Sudesh Adhana performs Man by Norwegian choreographer Sølvi Edvardsen at the Port Theatre on Jan. 29. (Photo courtesy Trine and Kim Designstudio)

Sudesh Adhana performs Man by Norwegian choreographer Sølvi Edvardsen at the Port Theatre on Jan. 29. (Photo courtesy Trine and Kim Designstudio)

Nanaimo’s Crimson Coast presents ‘Man’ by Norwegian choreographer Sølvi Edvardsen

Production comes to the Port Theatre on Jan. 29.

Norwegian choreographer Sølvi Edvardsen is in Canada for the first time this month as she tours a recent dance production.

Earlier this week, Edvardsen and her dancer Sudesh Adhana landed in Halifax to begin a series of cross-country workshops and performances of their production, Man. On Jan. 29 Crimson Coast Dance Society presents Man at the Port Theatre.

The production explores the theme of finding the potential of the individual human being. Edvardsen created the piece with Adhana, an Indian dancer who has since moved to Norway.

“I met him 16 years ago now and he was very powerful and at the same time he has this sensitivity in both in his personality and his movements and we connected in a special way. I couldn’t take my eyes from him…” she said. “He’s constantly trying to go in new directions and I like that kind of quality in a dancer.”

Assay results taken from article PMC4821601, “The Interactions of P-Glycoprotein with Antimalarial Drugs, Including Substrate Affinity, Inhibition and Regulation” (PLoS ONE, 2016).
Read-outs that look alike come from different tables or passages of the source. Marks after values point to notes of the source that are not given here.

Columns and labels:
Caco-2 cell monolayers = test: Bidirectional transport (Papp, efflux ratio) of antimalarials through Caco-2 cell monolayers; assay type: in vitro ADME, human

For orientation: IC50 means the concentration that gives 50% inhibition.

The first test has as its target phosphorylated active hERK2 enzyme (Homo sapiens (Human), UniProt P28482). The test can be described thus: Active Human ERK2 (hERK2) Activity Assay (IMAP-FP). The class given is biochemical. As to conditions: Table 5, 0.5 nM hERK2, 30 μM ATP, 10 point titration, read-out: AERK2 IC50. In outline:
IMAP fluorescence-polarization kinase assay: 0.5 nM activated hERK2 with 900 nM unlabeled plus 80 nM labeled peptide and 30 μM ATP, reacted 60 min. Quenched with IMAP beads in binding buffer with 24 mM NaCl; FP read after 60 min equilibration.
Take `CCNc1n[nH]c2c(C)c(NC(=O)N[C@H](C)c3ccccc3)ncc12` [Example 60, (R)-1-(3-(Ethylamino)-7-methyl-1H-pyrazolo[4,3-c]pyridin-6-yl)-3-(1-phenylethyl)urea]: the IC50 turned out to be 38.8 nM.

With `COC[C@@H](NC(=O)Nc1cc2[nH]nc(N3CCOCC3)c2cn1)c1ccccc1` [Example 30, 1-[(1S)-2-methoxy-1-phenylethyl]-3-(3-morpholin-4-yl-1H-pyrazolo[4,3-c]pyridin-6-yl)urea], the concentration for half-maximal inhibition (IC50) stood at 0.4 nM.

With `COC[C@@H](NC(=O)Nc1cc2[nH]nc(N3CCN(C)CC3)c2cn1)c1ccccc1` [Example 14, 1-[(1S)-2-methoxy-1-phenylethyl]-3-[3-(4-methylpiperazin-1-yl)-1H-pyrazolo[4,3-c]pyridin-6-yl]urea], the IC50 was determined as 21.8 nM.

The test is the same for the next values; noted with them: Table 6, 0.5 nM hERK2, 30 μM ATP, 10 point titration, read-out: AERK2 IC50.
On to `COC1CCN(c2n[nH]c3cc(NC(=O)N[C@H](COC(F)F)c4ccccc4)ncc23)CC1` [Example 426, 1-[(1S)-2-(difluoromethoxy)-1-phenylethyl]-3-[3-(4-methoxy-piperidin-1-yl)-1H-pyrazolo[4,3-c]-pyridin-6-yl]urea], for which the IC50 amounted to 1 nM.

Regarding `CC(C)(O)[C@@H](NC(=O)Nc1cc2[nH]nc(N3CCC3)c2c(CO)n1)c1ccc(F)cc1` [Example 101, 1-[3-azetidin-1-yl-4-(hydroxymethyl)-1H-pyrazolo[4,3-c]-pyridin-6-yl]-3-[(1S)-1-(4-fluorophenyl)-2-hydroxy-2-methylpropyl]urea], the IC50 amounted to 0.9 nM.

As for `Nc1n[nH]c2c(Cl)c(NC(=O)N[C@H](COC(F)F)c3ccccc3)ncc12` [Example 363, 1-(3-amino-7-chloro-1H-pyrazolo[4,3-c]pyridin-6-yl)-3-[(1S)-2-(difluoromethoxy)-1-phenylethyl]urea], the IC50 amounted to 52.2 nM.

Edvardsen said they found common ground in their shared interest in classical Indian dance. She said ideas around identity are also present in Man.

“Being bicultural, I think there’s a very interesting value to that, but it also has its challenges and I think we all experience limitations inside ourselves and also outside ourselves,” she said. “I call it a struggle to find your inner balance depending on who you are.”

The piece also considers the stresses and monotony of modern urban life and the value of returning to one’s roots and thinking about “what is the real of value of life.”

In the production, Adhana makes use of a chair both as a prop and a dance partner. Edvardsen said she brought the chair to sit on during a rehearsal, but in a moment of improvisation Adhana incorporated it into his movements.

Adhana calls the chair “sometimes a toy, a person, a companion … sometimes very modern and other times very ancient. From prison to temple, materialism and spirituality, body and soul.”

“I find it so interesting to constantly try to find new expression, new movements and to work with a dancer that is feeling the same way as me is very, very interesting,” Edvardsen said of Adhana. “It’s really a dialogue between him and me – the person he is and the person I am.”

Crimson Coast artistic director Holly Bright said Man is being presented in many large Canadian theatres and partnered with Dance Victoria to bring it to the Port.

She said the production addresses and expands on many aspects of the kinds of work they present.

“We do a lot of work that highlights culture and culturally-based artists and this is also a wonderful kind of collaboration between two artists from two different countries and cultures and so that was of interest, supporting people’s understanding of others,” she said. “And the world’s just getting smaller and the more that we understand other cultures and are with people from other countries, the more we care is, I think, what happens.”

WHAT’S ON … Crimson Coast Dance Society presents Man at the Port Theatre on Jan. 29 at 7:30 p.m. Tickets are $27. Artist talk following the show in the lobby.

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